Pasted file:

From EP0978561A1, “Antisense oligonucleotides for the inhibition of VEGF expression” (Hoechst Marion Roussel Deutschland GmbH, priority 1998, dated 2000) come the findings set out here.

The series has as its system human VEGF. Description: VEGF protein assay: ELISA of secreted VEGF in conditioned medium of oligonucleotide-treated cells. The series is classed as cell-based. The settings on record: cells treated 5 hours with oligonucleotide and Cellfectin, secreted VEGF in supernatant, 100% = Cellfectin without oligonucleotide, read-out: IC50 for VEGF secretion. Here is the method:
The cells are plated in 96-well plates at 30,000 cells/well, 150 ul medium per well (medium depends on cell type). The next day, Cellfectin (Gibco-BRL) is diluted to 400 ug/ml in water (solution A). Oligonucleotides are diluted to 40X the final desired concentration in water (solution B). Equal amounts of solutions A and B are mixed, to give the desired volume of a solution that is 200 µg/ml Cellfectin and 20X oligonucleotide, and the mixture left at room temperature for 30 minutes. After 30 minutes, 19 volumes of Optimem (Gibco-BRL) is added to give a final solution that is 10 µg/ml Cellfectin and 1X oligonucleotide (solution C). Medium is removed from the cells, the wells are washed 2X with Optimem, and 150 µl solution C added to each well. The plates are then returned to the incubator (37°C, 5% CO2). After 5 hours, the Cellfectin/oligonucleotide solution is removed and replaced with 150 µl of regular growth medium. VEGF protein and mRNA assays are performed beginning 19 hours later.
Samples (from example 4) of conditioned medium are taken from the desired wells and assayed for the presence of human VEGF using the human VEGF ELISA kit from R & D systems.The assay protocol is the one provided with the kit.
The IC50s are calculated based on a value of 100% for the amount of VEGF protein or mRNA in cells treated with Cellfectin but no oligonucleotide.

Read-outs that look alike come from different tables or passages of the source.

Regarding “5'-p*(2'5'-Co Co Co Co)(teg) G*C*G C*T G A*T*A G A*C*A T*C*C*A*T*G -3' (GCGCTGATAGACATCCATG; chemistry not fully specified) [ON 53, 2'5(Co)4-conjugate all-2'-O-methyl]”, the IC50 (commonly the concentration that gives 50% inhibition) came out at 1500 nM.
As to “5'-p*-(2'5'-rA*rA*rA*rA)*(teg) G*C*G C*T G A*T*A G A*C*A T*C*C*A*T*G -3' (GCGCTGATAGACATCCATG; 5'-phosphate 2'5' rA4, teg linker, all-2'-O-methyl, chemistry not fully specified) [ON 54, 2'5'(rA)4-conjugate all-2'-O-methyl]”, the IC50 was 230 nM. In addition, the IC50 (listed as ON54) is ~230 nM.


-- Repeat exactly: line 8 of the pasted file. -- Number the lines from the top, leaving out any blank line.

As to “5'-p*-(2'5'-rA*rA*rA*rA)*(teg) G*C*G C*T G A*T*A G A*C*A T*C*C*A*T*G -3' (GCGCTGATAGACATCCATG; 5'-phosphate 2'5' rA4, teg linker, all-2'-O-methyl, chemistry not fully specified) [ON 54, 2'5'(rA)4-conjugate all-2'-O-methyl]”, the IC50 was 230 nM. In addition, the IC50 (listed as ON54) is ~230 nM.